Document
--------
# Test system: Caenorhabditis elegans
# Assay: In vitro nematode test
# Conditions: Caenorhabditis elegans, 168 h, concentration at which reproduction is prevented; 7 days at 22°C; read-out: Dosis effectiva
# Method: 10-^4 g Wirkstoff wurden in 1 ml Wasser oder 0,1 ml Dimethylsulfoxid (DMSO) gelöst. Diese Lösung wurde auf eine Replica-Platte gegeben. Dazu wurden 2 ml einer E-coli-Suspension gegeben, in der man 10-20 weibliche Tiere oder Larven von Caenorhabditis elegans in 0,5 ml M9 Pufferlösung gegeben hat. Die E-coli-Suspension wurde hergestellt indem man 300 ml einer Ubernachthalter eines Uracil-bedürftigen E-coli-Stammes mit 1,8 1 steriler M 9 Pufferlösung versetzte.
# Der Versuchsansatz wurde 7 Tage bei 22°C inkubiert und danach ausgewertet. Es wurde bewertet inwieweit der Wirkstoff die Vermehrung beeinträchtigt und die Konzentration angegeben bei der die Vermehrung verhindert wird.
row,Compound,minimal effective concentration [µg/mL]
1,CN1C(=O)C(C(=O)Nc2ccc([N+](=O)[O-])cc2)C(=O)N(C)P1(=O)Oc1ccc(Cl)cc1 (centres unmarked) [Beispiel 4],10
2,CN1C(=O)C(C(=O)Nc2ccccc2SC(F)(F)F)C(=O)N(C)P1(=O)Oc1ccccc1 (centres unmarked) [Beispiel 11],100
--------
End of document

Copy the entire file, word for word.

# Test system: Caenorhabditis elegans
# Assay: In vitro nematode test
# Conditions: Caenorhabditis elegans, 168 h, concentration at which reproduction is prevented; 7 days at 22°C; read-out: Dosis effectiva
# Method: 10-^4 g Wirkstoff wurden in 1 ml Wasser oder 0,1 ml Dimethylsulfoxid (DMSO) gelöst. Diese Lösung wurde auf eine Replica-Platte gegeben. Dazu wurden 2 ml einer E-coli-Suspension gegeben, in der man 10-20 weibliche Tiere oder Larven von Caenorhabditis elegans in 0,5 ml M9 Pufferlösung gegeben hat. Die E-coli-Suspension wurde hergestellt indem man 300 ml einer Ubernachthalter eines Uracil-bedürftigen E-coli-Stammes mit 1,8 1 steriler M 9 Pufferlösung versetzte.
# Der Versuchsansatz wurde 7 Tage bei 22°C inkubiert und danach ausgewertet. Es wurde bewertet inwieweit der Wirkstoff die Vermehrung beeinträchtigt und die Konzentration angegeben bei der die Vermehrung verhindert wird.
row,Compound,minimal effective concentration [µg/mL]
1,CN1C(=O)C(C(=O)Nc2ccc([N+](=O)[O-])cc2)C(=O)N(C)P1(=O)Oc1ccc(Cl)cc1 (centres unmarked) [Beispiel 4],10
2,CN1C(=O)C(C(=O)Nc2ccccc2SC(F)(F)F)C(=O)N(C)P1(=O)Oc1ccccc1 (centres unmarked) [Beispiel 11],100